Day 4:

Human Trafficking with Organization for Security and Co-operation in Europe

Teaching consent

HerStory

Day 5:

Dominican Republic education and women rights

Girls excluded: body confidence and tools for action

Here are a few highlights:

Ruchira Gupta with Apne Aap Women Worldwide stated that the children of prostitutes are not allowed to go to school. Now they have helped to educate over 3,000 children. Apne Aap means self-action in Hindi meaning that the women were involved in every piece of the process. Through their asset-based community development approach, they meet the women where they were living, educate them on their rights and support them as they navigated the criminal justice system. The 10 step approach: 1. Safe space 2. Education 3. Self-esteem 4. Political knowledge 5. Government ID 6. Linking to government welfare 7. Bank accounts/loans 8. Small business or income 9.legal knowledge 10. Circle of at least 9 friends that could show up. With this approach they are left with 4 brothels out of the 72 in the area they started working in. http://apneaap.org/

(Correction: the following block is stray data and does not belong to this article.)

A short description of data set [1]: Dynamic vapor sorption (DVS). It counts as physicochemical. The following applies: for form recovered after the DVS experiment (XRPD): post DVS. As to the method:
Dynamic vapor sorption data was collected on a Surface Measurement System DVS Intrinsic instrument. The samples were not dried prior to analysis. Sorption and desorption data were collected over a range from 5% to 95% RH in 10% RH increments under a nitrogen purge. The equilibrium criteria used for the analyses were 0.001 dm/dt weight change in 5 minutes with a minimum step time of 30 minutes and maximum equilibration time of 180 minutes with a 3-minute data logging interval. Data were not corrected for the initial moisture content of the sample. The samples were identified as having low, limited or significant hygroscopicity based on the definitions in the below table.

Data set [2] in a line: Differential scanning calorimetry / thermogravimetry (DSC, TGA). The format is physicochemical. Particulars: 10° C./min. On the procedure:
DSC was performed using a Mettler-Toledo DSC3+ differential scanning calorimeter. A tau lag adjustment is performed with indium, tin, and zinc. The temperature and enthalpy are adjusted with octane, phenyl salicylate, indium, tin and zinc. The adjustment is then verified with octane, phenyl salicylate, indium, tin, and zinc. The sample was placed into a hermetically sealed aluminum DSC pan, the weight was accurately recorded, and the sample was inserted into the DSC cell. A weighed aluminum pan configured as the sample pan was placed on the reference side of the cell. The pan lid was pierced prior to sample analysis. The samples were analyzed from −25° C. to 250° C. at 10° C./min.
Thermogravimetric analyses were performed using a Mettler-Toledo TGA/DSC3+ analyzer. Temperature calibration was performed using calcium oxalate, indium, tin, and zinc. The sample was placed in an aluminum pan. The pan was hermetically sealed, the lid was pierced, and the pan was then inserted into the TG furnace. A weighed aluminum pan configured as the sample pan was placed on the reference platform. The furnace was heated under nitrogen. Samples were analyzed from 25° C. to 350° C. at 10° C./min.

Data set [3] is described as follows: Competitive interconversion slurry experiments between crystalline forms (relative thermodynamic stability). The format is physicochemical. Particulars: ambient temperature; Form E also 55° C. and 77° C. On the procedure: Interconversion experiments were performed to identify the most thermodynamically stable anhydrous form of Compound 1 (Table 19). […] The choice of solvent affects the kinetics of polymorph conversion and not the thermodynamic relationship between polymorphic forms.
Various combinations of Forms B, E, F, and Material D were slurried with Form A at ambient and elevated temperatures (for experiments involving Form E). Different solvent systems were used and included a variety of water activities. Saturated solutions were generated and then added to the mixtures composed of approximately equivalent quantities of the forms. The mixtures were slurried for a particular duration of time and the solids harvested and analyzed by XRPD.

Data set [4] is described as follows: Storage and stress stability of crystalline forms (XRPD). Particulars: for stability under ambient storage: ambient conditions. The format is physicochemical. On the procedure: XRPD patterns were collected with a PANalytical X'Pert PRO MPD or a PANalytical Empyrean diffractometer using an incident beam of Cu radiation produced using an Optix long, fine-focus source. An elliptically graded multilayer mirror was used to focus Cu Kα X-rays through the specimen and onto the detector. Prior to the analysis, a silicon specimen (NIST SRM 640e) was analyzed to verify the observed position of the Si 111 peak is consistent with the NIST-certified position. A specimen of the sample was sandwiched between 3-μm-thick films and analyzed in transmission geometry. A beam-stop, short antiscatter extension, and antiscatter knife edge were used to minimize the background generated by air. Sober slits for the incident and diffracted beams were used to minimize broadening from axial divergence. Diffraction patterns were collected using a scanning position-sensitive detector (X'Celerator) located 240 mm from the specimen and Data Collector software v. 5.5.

Shiloh McCloud with MUSEA: Intentional Creativity Foundation https://www.intentionalcreativityfoundation.org/ spoke about transforming the impacts of trauma through storytelling and creativity. She brought in Native Americans with Shakti Rising and Native Hope who also told their stories of healing through the creative arts. The Native American people are the one’s fighting and dying for the environment. It is true they are responsible for saving most of our current biodiversity. You can help sign a petition to Protect Oak Flats here: http://apache-stronghold.com/ Another way to get involved is by uploading a 30-60 second video sharing what inspires you, what drives you, why you think storytelling is powerful, and what your hope is for Native people. Then tag Native Hope #StorytellingHeals

The Kroc IPJ along with Women Waging Peace, ICAN and WASI had three women discuss how we can ensure women are meaningfully included in the peace process. Studies show that women’s participation in peace negotiations increases the durability and the quality of peace (http://www.unwomen.org/en/what-we-do/peace-and-security/facts-and-figures).